The President gave a strong and progressive second inaugural speech, one that resonantly underscored the most important themes he's been promulgating since before anyone even knew who he was. What I don't see is the path that goes from our budget constraints to meeting the aspirations he articulated.
I had planned to go to Washington for the inauguration of President Barack Obama. But then the flu happened, and I decided it would be wiser to stay home than to take the bus to DC from Jersey and stand outside for who knows how many hours, coughing away in the winter weather.
This week the president proved again that he is a star, every bit Clinton's media equal. But neither he nor Clinton have reliably acted in the nation's best interests without pressure from a truly independent, galvanized progressive movement. That means it's our turn.
We can shrink in fear and wallow in our worries, just close down. Or we can use this time to work toward the expansion, openness, and love that we all know in our heart of hearts is possible.
Four years ago, I stood in the cold listening to President Obama's first inaugural address. I remember it leaving me cold. This year, in the warmth of my den, the president's clear projection of progressive values as core American values warmed my heart.
If rhetorical flourishes are an indication of future action -- and that is a substantial "if" -- then President Barack Obama's comments on climate change suggest that the next four years may provide much of what climate activists have been hankering for. Just how much the president might do against the larger forces assembled before him, however, remains to be seen.
Christian faith has never had much to do with following the opinions of the popular crowd, and a best selling book has never granted the author the power to discern the legitimacy of another's faith.
After all the fuss about who would be invited to do them, apparently nobody thought to suggest how long the inaugural invocation and benediction should be. There is such a thing as "too much of a good thing."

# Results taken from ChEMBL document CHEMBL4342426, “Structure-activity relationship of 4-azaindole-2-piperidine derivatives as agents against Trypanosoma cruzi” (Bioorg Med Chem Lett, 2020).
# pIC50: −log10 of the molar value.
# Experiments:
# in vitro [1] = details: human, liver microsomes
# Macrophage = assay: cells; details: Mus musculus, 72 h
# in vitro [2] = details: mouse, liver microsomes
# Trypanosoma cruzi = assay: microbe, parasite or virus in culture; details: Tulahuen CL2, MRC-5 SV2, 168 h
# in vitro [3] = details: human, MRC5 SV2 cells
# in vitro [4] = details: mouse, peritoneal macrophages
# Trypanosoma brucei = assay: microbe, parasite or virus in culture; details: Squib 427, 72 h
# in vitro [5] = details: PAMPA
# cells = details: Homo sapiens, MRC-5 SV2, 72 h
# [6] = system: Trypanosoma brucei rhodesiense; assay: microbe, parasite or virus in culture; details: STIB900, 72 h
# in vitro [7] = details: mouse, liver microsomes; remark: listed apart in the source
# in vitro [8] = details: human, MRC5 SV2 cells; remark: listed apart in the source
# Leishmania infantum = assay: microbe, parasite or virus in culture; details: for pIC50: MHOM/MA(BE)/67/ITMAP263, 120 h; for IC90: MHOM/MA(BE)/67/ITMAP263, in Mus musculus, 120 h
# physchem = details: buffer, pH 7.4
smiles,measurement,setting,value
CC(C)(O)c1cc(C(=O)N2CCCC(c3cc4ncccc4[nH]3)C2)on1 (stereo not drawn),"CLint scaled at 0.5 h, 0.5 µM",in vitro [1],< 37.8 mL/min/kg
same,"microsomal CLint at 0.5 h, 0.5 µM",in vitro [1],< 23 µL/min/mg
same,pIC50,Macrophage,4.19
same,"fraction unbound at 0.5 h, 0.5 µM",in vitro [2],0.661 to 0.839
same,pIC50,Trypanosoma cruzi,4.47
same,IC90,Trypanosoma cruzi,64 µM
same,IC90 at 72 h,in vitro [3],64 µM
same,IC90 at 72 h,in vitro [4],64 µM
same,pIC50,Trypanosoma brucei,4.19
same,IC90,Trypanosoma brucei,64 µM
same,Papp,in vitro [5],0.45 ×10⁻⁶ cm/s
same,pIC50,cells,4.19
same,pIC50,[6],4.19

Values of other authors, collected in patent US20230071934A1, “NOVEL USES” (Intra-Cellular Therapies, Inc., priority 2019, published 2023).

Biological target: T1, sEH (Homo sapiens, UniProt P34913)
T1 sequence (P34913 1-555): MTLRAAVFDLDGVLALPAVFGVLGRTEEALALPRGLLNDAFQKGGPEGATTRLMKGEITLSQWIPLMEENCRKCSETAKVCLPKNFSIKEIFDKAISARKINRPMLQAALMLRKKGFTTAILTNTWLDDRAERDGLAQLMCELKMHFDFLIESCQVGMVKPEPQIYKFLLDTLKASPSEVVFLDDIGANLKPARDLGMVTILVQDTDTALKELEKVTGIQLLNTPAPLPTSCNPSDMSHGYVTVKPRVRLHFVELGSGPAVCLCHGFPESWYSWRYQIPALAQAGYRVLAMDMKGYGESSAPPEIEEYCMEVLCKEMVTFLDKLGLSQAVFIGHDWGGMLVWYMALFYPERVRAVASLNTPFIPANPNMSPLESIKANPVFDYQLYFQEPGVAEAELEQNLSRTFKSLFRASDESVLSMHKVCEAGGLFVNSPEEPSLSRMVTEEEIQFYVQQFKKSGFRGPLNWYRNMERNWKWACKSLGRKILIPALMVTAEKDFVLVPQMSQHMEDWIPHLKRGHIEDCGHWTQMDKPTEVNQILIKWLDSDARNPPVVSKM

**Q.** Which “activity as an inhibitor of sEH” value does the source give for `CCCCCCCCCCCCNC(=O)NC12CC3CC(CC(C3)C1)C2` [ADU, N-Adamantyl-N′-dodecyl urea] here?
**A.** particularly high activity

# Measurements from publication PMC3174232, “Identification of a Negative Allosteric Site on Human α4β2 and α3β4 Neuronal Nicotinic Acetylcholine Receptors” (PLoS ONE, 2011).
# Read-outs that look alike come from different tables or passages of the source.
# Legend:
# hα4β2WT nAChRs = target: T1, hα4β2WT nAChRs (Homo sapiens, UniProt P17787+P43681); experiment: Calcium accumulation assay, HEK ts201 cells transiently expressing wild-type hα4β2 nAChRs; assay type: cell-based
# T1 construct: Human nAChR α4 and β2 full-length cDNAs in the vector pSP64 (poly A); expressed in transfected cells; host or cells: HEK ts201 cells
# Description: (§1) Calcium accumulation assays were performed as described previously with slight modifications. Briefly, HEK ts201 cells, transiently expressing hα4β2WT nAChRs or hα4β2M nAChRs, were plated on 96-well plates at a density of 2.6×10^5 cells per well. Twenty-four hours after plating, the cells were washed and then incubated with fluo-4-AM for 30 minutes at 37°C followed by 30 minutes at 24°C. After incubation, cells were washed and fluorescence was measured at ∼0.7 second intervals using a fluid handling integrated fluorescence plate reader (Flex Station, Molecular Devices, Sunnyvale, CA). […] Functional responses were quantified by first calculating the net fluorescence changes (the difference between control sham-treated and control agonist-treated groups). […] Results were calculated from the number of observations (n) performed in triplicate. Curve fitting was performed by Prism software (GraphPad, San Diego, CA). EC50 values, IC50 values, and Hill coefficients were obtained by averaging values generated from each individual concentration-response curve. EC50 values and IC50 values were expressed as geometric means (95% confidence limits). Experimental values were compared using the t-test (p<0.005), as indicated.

Walking through the crowds of people made me smile, because we were all there for one reason: to serve others. I was surrounded by passionate change-makers and the positive energy was truly undeniable.
The president understands that for us freedom and fairness and our belief in the promise of the future are all intertwined in the great moral cause of our time: overcoming global warming.
That budget needs to expand, to take on the challenges that the President has powerfully outlined. Yet that budget has been shrinking for thirty years, on a declining trajectory started by Reagan and continued by every president since then -- including Obama in his first term!
What America needs now is not a new guest worker program but genuine immigration reform. Most Americans who aren't wealthy don't ask "guests" into their homes to do work on an almost permanent basis. Likewise, let's be honest about the term "temporary" worker.
One sun rose on us today thanks to the efforts of the job creators among us who didn't wait around for the government to raise the sun, Not like some...
Seven times he said "together"; five times he said "we, the people." Does he really think his opponents are capable of collaborating, or is he just laying down a marker to collect when they behave badly?
So There Was An Inauguration... As you might have heard, this weekend, President Barack Obama was sworn in for his second term. And at the inauguration, he gave a speech. The Washington Post's Valerie Strauss teased out O's references to education. (Hint: There weren't many. For the most part, Obama lumped in education with other domestic policy issues in need of reform). More here from Politics K-12.
While the national agenda has many pieces, its mission must be to allow America to succeed in the emerging global economy. The center of that mission should be a single great national project: the development and implementation of low-cost, renewable energy.